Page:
England v South Africa: 'Graeme Swann can make the difference'

By Marc HigginsonBBC Sport
England bowler Graeme Swann
Graeme Swann

South Africa batsman Ashwell Prince believes England off-spinner Graeme Swann could be the difference between the teams in the Test series.

England go into the three-match series as the number one ranked Test side, with the

Prince, who was not selected for the tour, told BBC Sport: "It will be a good series and it will be very tight.

"England may have a slight edge in the spin department with Graeme Swann. He is one of the best in the world."

The seam-bowling attacks appear evenly matched - in Dale Steyn, Vernon Philander and Morne Morkel, South Africa have three players in the top 10 of the International Cricket Council rankings, while James Anderson, Stuart Broad and Tim Bresnan are third, sixth and 14th respectively - but Prince believes Swann has the edge over leg-spinner Imran Tahir.

Pakistan-born Tahir has taken just 18 wickets in seven Tests - compared to Swann's 188 victims in 44 matches - although he has enjoyed success in county cricket, chiefly with Warwickshire and Hampshire.

"Swann has a lot more experience and he also contributes with the bat," said Prince. "That is probably the one area where England have the edge over South Africa.

"South Africa's bowling attack contains the number one in the world [Steyn], number 10 in the world [Morkel] and Vernon Philander, who has burst on to the scene.

"The one guy who hasn't done as well as he would have liked coming into Test cricket is Imran Tahir, but everybody in England knows what he is capable of.

"If you look down the line-up, you can pick a match-winner from the whole XI."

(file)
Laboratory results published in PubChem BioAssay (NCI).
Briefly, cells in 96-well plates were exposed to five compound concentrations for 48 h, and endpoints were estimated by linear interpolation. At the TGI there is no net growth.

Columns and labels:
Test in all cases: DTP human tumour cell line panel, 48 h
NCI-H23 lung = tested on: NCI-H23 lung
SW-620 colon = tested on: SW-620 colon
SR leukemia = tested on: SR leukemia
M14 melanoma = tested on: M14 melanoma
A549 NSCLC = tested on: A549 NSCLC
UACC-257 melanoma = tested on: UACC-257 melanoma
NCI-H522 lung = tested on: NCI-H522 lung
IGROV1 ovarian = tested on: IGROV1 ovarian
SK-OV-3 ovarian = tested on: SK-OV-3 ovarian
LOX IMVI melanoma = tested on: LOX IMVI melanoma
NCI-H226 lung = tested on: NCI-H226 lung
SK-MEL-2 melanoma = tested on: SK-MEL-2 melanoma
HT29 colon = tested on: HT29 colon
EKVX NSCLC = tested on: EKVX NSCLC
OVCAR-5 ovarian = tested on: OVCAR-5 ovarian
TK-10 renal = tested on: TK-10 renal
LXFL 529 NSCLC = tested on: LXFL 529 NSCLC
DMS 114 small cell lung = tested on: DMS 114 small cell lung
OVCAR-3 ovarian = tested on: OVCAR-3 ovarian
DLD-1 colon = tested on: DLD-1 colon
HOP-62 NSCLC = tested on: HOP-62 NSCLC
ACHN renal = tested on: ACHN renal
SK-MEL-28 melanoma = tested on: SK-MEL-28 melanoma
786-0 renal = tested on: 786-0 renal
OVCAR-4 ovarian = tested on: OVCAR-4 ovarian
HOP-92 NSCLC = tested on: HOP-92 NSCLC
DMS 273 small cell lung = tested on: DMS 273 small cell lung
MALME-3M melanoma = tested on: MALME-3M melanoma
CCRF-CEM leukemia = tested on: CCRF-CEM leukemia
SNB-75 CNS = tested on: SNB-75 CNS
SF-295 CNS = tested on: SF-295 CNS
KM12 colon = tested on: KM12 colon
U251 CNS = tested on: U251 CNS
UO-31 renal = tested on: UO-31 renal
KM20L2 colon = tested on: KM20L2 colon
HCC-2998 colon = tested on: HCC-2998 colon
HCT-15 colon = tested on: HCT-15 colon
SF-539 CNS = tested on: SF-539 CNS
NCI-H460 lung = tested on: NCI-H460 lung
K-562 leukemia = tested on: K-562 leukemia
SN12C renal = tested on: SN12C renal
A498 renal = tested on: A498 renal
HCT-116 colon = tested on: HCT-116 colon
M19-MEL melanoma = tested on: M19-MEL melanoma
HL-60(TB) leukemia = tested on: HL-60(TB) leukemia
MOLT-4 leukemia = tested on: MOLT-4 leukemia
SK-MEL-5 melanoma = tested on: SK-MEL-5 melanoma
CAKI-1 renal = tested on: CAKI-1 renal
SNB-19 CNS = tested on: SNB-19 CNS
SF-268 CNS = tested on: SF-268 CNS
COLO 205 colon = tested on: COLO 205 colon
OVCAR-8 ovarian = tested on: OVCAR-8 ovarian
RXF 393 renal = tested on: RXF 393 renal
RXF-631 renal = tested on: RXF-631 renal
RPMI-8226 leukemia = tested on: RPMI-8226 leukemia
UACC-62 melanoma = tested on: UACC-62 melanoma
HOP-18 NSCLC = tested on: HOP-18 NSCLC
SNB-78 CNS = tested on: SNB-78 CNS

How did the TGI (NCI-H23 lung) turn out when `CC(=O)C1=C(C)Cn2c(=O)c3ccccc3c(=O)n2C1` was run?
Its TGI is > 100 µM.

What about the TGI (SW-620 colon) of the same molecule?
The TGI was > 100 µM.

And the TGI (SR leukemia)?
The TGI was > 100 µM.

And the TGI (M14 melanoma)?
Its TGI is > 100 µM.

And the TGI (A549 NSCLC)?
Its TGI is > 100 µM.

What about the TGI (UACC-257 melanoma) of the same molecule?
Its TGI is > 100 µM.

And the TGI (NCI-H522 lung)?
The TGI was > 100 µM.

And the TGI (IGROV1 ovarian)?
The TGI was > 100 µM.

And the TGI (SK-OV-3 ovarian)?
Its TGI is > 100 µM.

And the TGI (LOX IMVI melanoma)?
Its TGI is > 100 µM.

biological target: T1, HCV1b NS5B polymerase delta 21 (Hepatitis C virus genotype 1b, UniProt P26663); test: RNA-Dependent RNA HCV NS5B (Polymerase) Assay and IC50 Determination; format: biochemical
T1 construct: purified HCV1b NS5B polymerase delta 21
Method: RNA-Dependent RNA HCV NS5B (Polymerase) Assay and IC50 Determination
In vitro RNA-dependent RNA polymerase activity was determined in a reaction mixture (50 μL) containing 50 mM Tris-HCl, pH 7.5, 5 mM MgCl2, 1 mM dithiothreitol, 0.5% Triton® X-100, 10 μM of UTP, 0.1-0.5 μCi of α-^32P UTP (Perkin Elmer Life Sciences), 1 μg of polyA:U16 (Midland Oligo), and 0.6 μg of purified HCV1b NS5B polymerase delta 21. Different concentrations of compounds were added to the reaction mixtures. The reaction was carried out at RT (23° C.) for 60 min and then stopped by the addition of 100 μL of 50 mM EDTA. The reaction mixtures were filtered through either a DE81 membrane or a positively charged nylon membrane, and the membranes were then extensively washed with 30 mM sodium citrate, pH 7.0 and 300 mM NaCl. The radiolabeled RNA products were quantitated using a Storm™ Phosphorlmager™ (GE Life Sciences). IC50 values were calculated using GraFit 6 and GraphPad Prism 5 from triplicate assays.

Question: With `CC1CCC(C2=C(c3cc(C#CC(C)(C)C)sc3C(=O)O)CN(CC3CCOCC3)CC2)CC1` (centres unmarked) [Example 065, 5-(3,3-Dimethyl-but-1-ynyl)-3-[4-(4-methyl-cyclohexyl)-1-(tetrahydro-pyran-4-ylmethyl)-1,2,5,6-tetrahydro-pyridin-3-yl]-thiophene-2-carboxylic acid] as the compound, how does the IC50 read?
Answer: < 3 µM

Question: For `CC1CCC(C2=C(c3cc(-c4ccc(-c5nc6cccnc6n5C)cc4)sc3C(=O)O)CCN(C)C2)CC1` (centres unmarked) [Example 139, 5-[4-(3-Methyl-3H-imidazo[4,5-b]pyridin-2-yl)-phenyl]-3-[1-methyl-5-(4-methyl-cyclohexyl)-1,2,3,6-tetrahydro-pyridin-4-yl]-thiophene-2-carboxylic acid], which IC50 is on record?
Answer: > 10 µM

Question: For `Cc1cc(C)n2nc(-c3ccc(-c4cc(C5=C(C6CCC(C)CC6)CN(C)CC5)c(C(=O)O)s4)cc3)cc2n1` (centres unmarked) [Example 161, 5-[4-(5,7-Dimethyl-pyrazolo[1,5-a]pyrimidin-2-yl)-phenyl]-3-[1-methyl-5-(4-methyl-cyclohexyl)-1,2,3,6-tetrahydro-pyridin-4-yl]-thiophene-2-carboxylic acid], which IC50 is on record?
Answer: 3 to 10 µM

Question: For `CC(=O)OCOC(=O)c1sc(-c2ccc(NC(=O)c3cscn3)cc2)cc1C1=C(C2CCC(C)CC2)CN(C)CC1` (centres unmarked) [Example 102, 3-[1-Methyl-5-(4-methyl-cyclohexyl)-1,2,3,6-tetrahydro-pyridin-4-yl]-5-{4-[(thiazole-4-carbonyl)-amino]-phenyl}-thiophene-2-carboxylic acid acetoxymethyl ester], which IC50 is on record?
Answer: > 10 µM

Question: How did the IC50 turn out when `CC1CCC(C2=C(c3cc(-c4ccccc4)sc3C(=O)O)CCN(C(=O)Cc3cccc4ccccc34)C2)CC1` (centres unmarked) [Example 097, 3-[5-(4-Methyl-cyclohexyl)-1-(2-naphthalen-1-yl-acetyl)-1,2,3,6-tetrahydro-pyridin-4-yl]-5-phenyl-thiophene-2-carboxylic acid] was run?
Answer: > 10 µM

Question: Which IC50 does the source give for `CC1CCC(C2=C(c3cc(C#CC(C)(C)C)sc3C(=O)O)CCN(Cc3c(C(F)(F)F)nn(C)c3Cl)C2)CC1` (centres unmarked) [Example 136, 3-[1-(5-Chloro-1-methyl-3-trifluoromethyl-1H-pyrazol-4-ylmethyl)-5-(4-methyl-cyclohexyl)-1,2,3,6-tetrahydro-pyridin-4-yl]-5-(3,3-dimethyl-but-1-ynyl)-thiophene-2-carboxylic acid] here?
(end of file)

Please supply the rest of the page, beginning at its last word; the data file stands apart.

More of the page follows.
Prince expects familiar faces such as Graeme Smith and Jacques Kallis to pose England problems this summer, but he has warned Andrew Strauss's men to watch out for some of the less-heralded tourists.

"When you look at a line-up you always identify the senior players like Smith and Kallis, who have been over to England a few times and done very well," said the 35-year-old.

"But there might be one or two other guys with a point to prove. They are normally the ones who come to the fore. It wouldn't surprise me if somebody like Jacques Rudolph made a big impact.

"Rudolph has had a few seasons in county cricket and has experience of playing in English conditions.

"South Africa have also got JP Duminy waiting in the wings. He got a hundred in his last Test match [against New Zealand], when Jacques Kallis was injured, so it will be tough for him if he missed out.

"If Duminy did play, he gives the team much better balance because he is more than handy with his off-spinners and he can do a job with his bowling.

"As a batsman, he won't let the team down either."

While South Africa appear to be blessed with plenty of batting options - Prince averages 42 in 66 Tests but did not make the 15-man Test squad - England are yet to find a settled number six after dropping Eoin Morgan over the winter.

Jonny Bairstow occupied that position during the series win over West Indies this summer, but scored just 38 runs in three Tests.

"The only position that England may be having second thoughts about is the number six spot," said Prince.

"They have just given a chance to Jonny Bairstow - he had a taste of Test cricket but will not be too happy with how his first few matches went.

"Whether they stick with him or go with somebody with a bit more experience, like Ravi Bopara, I don't know.

"The rest of the line-up is experienced and settled, however."

The first Test begins at the Oval on 19 July.